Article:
A skier looks back at his initiation on the mountain.

Skiing for the first time at the age of 8 at the Santa Fe Ski Basin, I remember being ill-equipped, both mentally and physically. Soggy gloves hung loosely from my frozen hands, and hand-me-down skis with rusted, dull blades made for little maneuverability in the thick-packed snow. Overly tight boots chafed my icy hot ankles, and

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a neon green and yellow snowsuit made up the majority of my skiing ensemble.

Amid everything else, in the elementary school habitat, asserting oneself as the alpha male was a continuous battle. Pounding my chest was the only thing I didn't do to gain the respect of my friends, and footraces interlaced with swing set-jumping contests constituted most of my playground activities.

The hierarchical social life of the third-grade paralleled the complexity of a Rubik's Cube, and to me, girls were still frightful little creatures. At the time, snow was still plentiful and global warming was not highly debated. In certain contexts, "bad" meant good, and Nike pumps, cassette tapes and boom boxes were still cutting edge. Teenage Mutant Ninja Turtles ranked higher on my priority list than showering, and Velcro shoes and MC Hammer parachute pants were all I wore.

Adding anxiety to the already harsh conditions on the mountain, my friends were all self-proclaimed expert skiers, and my snowplow stop was unanimously declared to be "totally uncool." Falling time and again like a freshly born gazelle-completely out of tune with my motor skills, shaking and stumbling, making sounds I never knew existed-the time had come to prove myself to my friends. With soggy knees and an aching tailbone, I gave into the coercion of my prepubescent comrades after mustering every excuse I could think of to avoid getting on the ski lift.

"Come on," they prodded, "we'll just go up a little ways from the bunny hill. You can do it!" they encouraged. "Of course I can do it," I tried to tell myself. I mean, come on. What was I, a novice? Sneaking away from the chaperones who were distracted by a snowball fight, my scrawny little arms struggled with my ski poles until at last I began to move.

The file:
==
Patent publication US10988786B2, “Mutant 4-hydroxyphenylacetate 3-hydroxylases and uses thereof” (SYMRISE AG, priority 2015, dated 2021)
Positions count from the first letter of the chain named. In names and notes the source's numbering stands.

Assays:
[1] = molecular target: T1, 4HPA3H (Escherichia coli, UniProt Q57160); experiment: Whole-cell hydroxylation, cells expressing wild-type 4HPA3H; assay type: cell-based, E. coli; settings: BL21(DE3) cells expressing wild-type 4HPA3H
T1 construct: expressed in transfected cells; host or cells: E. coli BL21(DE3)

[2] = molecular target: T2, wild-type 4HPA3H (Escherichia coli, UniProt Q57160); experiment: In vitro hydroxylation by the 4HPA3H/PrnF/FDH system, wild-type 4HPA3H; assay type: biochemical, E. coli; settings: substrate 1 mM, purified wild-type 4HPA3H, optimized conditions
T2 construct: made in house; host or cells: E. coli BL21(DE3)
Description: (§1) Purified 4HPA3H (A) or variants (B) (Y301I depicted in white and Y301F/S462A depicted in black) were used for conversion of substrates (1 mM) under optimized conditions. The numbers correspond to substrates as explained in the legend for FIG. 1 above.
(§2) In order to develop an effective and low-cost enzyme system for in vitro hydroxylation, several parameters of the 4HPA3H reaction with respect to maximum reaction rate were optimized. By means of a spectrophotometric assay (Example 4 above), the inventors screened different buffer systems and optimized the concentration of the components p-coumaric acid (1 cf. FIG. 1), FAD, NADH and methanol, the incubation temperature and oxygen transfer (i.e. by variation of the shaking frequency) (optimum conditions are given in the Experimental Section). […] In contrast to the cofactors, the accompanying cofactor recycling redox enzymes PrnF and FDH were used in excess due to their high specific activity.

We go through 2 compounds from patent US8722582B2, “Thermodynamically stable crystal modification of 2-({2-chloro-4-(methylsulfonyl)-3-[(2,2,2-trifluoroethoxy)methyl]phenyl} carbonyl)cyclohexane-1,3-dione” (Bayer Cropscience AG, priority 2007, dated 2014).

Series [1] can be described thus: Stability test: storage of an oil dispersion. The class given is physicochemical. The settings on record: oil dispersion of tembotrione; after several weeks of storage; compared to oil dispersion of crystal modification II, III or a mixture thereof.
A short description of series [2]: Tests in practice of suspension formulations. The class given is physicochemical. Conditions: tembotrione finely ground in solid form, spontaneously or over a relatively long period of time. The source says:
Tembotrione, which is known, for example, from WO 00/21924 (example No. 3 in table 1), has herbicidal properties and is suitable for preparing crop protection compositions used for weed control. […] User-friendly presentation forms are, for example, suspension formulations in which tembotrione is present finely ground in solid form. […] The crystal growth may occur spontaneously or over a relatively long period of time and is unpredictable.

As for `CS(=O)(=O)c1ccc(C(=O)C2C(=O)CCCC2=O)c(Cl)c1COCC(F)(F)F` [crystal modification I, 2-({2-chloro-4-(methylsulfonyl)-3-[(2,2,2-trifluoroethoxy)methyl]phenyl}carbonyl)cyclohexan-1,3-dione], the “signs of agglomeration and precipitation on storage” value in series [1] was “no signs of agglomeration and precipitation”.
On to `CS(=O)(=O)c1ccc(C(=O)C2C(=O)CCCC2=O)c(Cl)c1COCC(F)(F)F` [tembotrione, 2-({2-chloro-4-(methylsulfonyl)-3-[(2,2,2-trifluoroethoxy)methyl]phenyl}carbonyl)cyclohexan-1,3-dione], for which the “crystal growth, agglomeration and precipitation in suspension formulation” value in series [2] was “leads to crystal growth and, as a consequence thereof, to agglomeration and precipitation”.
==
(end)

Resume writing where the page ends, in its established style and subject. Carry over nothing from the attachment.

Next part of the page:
Staggering to the lift-a feat for my ungainly, faltering self-I scrambled on and was whisked away from Chipmunk Corner. Post after post scrolled by as the metal wheels tugged the lift along, and clumpy, bruised clouds, fat with moisture, quilted the sky above. Below, people shrunk to the size of ants, and a man crashed in a plume of powder, his skis flying like shrapnel from a helicopter accident. The air got colder as wisps of snow rolled across the trails, and I took heavy, visible breaths with my hands aquiver. After what seemed like an eternity, we reached the end of the line, near Davey Lane. Stumbling awkwardly to the crest of the mountain with my tips crossed and my poles digging in for composure, I stopped just short of the point of no return and choked on my tongue.

As sheer as a treacherous, wind-beaten cliff to my terrified eyes, the slope melodramatically elongated to an unimaginable length. My wild, blonde, mulletlike hair (yes, I'm ashamed to admit, it looked like a mullet) swatted at my neck menacingly, thrashing in the strong winter gusts. To the left, a friend of mine screamed, "See ya at the bottom!" as his voice drifted away with the wind. From behind, another friend nudged me in the back, and within seconds I was moving like a runaway freight train.

Physics becoming my newfound enemy, as potential energy, momentum and gravity collided, I gained speed with powder exploding beneath my skis, an ineffective snowplow maneuver chiseling my path. Thank the snow gods for what happened next as, luckily, the same friend shot by, screaming, "You've got to cut, man!" With my knees shaking and my chest as pressurized as a pimple ripe for the popping-nearly bursting with adrenaline and terror-my friend's voice echoed in my skull before finally making any sense.

Still as ungainly as a newborn gazelle pitted against hungry lions on the Savannah, my instincts amazingly kicked in. Just as learning to walk immediately following birth is a requirement for the survival of a gazelle, so did carving become my only hope. Copying my friend's motion while turning my ankles and body, I slowed abruptly with a tsunamilike arc of powder erupting away from my skis. Relief washed over me as suddenly as cold water on a burning skillet as I realized I might live to see another day.